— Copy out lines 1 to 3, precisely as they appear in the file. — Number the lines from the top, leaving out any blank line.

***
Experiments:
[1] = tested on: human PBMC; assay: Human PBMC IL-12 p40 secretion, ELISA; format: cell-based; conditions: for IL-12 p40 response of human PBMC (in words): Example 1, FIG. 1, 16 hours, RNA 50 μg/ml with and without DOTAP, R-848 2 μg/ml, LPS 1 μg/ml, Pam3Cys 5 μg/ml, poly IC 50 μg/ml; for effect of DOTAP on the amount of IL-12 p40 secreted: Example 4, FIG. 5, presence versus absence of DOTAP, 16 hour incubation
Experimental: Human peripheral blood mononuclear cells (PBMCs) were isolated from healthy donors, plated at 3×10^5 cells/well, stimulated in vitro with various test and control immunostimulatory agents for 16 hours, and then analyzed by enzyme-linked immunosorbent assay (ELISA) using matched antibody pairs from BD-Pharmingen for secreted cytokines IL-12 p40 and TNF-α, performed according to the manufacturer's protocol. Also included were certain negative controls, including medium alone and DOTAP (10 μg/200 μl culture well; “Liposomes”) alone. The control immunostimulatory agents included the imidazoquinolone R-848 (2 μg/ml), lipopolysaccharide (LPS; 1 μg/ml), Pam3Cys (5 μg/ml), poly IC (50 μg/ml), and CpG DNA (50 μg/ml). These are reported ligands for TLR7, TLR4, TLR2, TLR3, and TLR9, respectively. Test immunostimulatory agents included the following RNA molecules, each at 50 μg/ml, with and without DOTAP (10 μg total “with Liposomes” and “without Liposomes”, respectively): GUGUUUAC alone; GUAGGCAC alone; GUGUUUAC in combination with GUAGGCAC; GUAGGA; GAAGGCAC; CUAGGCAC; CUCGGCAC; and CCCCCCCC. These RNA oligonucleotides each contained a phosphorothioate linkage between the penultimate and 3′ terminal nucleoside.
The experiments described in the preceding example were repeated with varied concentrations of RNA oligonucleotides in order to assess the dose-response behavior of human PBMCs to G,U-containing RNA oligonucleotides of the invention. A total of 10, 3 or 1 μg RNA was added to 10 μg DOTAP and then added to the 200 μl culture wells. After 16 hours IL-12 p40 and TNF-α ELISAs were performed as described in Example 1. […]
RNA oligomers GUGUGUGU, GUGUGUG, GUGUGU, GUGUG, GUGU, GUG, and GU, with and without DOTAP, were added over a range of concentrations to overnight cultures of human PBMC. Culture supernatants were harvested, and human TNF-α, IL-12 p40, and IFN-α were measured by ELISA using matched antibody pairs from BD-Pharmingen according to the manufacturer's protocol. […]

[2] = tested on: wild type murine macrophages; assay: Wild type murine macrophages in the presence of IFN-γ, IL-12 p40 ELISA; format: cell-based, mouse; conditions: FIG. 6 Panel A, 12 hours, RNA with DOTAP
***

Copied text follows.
Experiments:
[1] = tested on: human PBMC; assay: Human PBMC IL-12 p40 secretion, ELISA; format: cell-based; conditions: for IL-12 p40 response of human PBMC (in words): Example 1, FIG. 1, 16 hours, RNA 50 μg/ml with and without DOTAP, R-848 2 μg/ml, LPS 1 μg/ml, Pam3Cys 5 μg/ml, poly IC 50 μg/ml; for effect of DOTAP on the amount of IL-12 p40 secreted: Example 4, FIG. 5, presence versus absence of DOTAP, 16 hour incubation
Experimental: Human peripheral blood mononuclear cells (PBMCs) were isolated from healthy donors, plated at 3×10^5 cells/well, stimulated in vitro with various test and control immunostimulatory agents for 16 hours, and then analyzed by enzyme-linked immunosorbent assay (ELISA) using matched antibody pairs from BD-Pharmingen for secreted cytokines IL-12 p40 and TNF-α, performed according to the manufacturer's protocol. Also included were certain negative controls, including medium alone and DOTAP (10 μg/200 μl culture well; “Liposomes”) alone. The control immunostimulatory agents included the imidazoquinolone R-848 (2 μg/ml), lipopolysaccharide (LPS; 1 μg/ml), Pam3Cys (5 μg/ml), poly IC (50 μg/ml), and CpG DNA (50 μg/ml). These are reported ligands for TLR7, TLR4, TLR2, TLR3, and TLR9, respectively. Test immunostimulatory agents included the following RNA molecules, each at 50 μg/ml, with and without DOTAP (10 μg total “with Liposomes” and “without Liposomes”, respectively): GUGUUUAC alone; GUAGGCAC alone; GUGUUUAC in combination with GUAGGCAC; GUAGGA; GAAGGCAC; CUAGGCAC; CUCGGCAC; and CCCCCCCC. These RNA oligonucleotides each contained a phosphorothioate linkage between the penultimate and 3′ terminal nucleoside.